behaviors controlled by reinforcers

• effect of negative reinforcement and

positive reinforcement
Observational Learning

• individuals learn
new behaviours
simply by
watching other
people perform
Cognitive Models
• based on the assumption that conscious thought
mediates or modifies an individual’s emotional state
and/or behaviour in response to a stimulus

• we create our own problems by the ways we interpret

events and situations

• schema - a set of underlying assumptions heavily

influenced by a person’s experiences, values and
perceived capabilities

• 2 possible causes of psychopathology

• actual irrational/maladaptive assumptions and


• distortions of actual thought process

A: Activating Event

B: Belief

C: Consequence
• healthy relationships are important for human development and

• these relationships provide many intangible health benefits

• when relationships are dysfunctional or absent, the individual may be

subject to mental disturbances
Multicultural Theories

• These theories look into the societal and cultural contexts in understanding

• The impact of social forces and the failures of the support system in times of

• These theories stress the importance of cultural conflicts and oppression in

the experience of abnormal behaviour
Name Description

the individual fears that his/her body parts or function

taijin kyofusho are offensive to other people because of appearance,
odor or movements

uncontrollable shouting and seizure-like episodes,

ataque de nervios trembling and crying
Multidimensional Models
Multidimensional Models
Multidimensional Models
Diathesis-Stress Theory
• Diathesis - predisposition to develop illness

• Stressors - environmental forces

• Diathesis + Stressors (activates/suppresses predisposition)

• Reciprocal gene-
environment interactions
that actually modify the
expression of the genome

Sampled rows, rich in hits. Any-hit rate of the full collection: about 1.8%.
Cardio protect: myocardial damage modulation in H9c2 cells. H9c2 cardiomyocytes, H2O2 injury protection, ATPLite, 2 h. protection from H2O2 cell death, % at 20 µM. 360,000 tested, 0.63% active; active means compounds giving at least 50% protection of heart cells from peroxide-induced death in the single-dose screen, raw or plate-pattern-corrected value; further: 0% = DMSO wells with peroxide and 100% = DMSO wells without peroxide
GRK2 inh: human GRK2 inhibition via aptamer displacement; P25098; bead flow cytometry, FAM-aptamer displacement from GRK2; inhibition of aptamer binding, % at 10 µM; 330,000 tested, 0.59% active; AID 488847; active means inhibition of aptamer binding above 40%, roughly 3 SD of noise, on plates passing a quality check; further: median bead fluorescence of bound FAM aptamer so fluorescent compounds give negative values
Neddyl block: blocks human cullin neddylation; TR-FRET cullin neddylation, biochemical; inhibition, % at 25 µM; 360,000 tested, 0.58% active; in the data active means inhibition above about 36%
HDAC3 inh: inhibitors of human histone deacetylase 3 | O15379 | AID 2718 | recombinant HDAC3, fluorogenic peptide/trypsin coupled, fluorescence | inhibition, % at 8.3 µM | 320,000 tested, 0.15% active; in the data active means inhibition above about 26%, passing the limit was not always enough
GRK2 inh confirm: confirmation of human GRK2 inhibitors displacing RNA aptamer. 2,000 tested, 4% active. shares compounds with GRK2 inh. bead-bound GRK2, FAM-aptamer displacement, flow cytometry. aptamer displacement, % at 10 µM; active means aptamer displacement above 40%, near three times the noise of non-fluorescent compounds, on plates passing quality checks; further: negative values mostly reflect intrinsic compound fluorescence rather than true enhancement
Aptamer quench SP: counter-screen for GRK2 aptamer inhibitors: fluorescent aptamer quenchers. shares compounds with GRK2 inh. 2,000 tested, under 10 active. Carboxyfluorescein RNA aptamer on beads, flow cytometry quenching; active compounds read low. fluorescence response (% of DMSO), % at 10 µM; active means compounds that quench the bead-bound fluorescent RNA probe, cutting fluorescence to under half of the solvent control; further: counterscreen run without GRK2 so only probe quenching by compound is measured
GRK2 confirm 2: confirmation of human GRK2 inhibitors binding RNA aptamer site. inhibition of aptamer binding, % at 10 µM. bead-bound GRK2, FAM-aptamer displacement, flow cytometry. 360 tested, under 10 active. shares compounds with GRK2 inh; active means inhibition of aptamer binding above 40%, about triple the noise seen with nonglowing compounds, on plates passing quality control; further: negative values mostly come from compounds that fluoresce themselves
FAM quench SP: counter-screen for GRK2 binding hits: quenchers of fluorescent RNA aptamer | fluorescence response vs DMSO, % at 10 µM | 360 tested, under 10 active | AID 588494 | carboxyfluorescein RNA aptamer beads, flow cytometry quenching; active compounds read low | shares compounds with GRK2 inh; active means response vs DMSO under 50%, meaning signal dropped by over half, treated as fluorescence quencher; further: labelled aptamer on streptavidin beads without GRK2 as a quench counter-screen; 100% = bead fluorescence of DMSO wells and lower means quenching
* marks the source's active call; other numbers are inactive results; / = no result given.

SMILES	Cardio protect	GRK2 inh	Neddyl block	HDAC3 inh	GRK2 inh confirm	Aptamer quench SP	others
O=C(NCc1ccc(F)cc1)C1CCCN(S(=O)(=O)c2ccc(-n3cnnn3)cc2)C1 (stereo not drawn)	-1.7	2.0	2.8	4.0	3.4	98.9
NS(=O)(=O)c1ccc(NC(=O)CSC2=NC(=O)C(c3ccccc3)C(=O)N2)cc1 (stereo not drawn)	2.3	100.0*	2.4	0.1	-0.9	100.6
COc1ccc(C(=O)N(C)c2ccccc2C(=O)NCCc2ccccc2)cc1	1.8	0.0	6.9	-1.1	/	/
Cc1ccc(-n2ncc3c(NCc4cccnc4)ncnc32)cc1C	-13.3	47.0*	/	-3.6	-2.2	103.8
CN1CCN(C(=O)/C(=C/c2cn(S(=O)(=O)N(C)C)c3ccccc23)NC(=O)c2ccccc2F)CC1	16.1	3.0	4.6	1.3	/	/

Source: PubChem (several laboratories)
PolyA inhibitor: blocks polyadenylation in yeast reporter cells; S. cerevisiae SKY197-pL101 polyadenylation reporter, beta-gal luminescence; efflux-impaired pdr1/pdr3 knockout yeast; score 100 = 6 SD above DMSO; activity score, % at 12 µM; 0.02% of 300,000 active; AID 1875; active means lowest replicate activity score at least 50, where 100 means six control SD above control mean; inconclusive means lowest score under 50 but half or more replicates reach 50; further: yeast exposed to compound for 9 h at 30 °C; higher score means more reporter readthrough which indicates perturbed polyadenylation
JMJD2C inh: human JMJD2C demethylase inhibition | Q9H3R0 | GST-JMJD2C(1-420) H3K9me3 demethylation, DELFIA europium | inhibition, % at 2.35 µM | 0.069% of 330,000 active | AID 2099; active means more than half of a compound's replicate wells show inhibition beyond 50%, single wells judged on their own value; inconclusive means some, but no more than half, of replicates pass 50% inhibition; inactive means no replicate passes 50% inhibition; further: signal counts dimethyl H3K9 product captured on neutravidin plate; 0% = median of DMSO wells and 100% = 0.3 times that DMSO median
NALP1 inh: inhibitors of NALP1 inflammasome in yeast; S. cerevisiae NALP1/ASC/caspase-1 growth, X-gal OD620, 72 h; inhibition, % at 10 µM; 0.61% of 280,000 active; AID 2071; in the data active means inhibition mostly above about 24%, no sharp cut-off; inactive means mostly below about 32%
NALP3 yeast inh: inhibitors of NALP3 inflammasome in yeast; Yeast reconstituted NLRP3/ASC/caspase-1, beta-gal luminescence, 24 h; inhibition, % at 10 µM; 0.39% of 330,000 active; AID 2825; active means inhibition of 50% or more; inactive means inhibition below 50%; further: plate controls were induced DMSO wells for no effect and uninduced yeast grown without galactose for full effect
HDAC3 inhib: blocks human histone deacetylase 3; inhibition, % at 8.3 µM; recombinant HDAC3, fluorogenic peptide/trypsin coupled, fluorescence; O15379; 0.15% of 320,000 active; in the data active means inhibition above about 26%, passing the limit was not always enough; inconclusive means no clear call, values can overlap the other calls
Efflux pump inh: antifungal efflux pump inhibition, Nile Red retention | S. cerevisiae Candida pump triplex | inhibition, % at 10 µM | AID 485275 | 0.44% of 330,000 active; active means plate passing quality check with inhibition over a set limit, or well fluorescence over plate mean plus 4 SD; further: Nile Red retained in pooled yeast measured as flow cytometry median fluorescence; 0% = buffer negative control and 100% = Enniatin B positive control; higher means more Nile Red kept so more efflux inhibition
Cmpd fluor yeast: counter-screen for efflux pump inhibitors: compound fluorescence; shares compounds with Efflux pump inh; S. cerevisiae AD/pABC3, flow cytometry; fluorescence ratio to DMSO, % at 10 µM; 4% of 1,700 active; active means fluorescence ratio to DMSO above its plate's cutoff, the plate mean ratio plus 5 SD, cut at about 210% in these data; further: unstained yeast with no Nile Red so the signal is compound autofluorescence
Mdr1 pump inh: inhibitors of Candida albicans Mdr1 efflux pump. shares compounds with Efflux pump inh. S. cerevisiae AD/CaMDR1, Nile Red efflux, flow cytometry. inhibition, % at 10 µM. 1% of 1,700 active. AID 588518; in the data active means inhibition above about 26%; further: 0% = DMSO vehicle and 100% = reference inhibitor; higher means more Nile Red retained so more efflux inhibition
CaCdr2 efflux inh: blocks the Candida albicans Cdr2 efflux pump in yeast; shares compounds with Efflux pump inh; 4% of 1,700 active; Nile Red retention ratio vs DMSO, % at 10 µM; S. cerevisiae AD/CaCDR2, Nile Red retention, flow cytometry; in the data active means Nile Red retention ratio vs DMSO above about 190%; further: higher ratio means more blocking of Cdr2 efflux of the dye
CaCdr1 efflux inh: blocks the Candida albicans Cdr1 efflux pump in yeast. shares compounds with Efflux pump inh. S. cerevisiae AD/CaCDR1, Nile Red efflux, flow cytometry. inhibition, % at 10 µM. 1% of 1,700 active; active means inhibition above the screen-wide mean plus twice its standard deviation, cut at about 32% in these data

• Changes are not a one-

way street

• Ex: adolescent girls prone

to depression may seek
out situations that
promote mood disorders
(seeking out unstable
boyfriends, rumination
Critical Developmental
• Critical developmental periods can influence whether or not
a mental disorder can develop

• Gene-environment interactions that occur at critical periods

can set the stage for later behavioural phenotypes

• Ex: Research on the 5-HTT (serotonin transporter gene)

• long alleles (L/L) more resistant to depression (even

when mistreated)

• short alleles (S/S) and (S/L) are more prone to

depression (when mistreated)
Case Analysis Time
The Ethical Practice of
Psychology in the
Universal Declaration of
Ethical Principles
• Principle I - Respect for the Dignity of Persons
and Peoples

• Principle II - Competent Caring for the Well-Being

of Persons and Peoples

• Principle III - Integrity

• Principle IV - Professional and Scientific

Responsibilities to Society
General Ethical Standards
and Procedures
• Resolving Ethical Issues

• Competencies

• Human Relations

• Confidentiality

• Advertisements and Public Statements

• Records and Fees

Ethical Standards and
Procedures in Specific Functions

• Psychological Assessment

• Therapy

• Education and Training

• Research